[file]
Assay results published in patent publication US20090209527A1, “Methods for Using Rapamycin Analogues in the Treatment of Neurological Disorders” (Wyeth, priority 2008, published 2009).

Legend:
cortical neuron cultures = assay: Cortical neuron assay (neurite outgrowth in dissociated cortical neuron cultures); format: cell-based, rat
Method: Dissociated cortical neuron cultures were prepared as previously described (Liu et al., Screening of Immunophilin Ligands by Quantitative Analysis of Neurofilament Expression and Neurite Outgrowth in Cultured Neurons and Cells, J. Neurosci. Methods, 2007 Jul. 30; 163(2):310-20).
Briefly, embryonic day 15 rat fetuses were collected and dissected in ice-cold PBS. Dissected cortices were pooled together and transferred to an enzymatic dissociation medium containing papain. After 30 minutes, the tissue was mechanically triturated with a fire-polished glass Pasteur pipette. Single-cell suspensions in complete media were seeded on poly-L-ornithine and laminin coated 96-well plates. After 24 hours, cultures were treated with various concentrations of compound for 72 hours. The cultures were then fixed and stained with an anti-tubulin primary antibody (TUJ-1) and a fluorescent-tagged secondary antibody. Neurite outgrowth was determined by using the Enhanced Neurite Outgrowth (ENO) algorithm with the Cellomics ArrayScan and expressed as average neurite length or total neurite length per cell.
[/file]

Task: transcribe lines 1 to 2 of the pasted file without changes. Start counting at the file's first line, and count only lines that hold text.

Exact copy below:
Assay results published in patent publication US20090209527A1, “Methods for Using Rapamycin Analogues in the Treatment of Neurological Disorders” (Wyeth, priority 2008, published 2009).

Legend: